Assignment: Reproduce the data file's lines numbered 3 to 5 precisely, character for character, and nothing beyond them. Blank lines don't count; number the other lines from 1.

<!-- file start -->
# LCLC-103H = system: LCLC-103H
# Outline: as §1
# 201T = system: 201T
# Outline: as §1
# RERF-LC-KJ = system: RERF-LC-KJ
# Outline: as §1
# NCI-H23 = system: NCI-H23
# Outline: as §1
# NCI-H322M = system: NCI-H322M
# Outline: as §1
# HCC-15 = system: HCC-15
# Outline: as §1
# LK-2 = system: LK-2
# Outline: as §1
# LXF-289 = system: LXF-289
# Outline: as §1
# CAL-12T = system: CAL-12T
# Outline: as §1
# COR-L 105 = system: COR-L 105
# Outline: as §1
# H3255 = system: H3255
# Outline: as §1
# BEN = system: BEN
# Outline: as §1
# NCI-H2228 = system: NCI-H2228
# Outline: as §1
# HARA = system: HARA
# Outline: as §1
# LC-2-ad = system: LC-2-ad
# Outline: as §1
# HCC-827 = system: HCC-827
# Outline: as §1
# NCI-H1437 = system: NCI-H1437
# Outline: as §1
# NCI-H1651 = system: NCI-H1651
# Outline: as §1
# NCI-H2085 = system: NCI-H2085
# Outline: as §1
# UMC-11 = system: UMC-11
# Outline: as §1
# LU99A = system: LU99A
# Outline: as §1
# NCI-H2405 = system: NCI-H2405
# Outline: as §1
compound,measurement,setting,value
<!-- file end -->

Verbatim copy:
# 201T = system: 201T
# Outline: as §1
# RERF-LC-KJ = system: RERF-LC-KJ